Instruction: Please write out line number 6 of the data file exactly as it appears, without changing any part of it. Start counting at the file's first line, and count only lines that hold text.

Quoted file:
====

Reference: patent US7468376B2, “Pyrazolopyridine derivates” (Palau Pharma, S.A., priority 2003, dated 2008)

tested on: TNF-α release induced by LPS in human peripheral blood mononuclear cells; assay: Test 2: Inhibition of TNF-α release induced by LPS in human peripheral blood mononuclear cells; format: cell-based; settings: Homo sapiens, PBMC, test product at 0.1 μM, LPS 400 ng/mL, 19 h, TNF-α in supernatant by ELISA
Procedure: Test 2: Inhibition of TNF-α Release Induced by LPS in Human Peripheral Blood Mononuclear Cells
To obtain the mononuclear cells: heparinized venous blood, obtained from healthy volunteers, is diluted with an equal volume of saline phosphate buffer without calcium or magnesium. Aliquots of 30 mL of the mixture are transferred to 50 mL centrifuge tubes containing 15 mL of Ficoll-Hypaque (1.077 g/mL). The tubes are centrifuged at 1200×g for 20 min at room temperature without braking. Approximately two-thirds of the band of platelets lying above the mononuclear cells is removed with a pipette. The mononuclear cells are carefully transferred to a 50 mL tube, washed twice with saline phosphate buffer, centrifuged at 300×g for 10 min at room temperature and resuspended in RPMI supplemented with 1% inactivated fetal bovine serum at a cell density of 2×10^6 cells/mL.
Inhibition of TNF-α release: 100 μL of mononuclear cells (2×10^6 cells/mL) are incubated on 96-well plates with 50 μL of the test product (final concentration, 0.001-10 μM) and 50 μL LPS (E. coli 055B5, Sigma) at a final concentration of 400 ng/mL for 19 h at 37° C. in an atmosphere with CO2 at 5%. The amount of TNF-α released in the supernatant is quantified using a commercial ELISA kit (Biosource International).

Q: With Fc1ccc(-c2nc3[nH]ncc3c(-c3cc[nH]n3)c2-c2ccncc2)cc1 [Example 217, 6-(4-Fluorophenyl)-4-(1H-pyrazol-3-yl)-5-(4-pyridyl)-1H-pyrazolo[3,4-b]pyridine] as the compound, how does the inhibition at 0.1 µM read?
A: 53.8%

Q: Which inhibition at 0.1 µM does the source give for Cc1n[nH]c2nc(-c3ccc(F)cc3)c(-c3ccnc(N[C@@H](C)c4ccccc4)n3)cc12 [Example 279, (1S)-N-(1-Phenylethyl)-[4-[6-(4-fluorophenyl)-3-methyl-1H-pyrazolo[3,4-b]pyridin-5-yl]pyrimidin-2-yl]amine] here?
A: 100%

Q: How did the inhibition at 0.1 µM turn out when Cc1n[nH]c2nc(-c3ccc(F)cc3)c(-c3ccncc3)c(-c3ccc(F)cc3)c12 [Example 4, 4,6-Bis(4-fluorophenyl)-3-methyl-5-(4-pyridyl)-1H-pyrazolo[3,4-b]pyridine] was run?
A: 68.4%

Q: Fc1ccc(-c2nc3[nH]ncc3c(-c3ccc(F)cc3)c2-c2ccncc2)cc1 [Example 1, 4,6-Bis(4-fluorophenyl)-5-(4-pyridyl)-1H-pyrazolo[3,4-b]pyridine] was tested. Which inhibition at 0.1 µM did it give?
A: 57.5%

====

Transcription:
Q: With Fc1ccc(-c2nc3[nH]ncc3c(-c3cc[nH]n3)c2-c2ccncc2)cc1 [Example 217, 6-(4-Fluorophenyl)-4-(1H-pyrazol-3-yl)-5-(4-pyridyl)-1H-pyrazolo[3,4-b]pyridine] as the compound, how does the inhibition at 0.1 µM read?